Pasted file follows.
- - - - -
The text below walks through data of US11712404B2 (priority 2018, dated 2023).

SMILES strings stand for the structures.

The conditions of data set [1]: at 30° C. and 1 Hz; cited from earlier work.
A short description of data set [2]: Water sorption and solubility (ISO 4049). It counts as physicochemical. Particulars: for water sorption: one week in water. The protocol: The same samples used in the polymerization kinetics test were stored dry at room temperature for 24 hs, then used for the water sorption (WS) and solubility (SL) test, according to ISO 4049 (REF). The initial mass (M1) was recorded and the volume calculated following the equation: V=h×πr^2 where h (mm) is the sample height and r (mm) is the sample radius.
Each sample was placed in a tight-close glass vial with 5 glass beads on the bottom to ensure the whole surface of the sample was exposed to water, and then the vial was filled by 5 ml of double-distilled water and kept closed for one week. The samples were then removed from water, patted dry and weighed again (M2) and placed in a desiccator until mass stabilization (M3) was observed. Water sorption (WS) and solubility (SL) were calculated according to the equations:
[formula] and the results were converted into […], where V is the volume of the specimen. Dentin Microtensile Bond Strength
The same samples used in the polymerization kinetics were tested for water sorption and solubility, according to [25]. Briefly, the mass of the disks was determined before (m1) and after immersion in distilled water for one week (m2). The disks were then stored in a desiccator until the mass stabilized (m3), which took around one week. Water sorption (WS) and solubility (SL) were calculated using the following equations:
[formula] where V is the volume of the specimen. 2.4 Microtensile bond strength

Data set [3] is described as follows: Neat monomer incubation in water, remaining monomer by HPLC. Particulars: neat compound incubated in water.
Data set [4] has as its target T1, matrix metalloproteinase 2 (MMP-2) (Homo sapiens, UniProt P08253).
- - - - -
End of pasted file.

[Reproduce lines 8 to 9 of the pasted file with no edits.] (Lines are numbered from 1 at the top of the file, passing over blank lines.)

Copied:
[formula] where V is the volume of the specimen. 2.4 Microtensile bond strength

Data set [3] is described as follows: Neat monomer incubation in water, remaining monomer by HPLC. Particulars: neat compound incubated in water.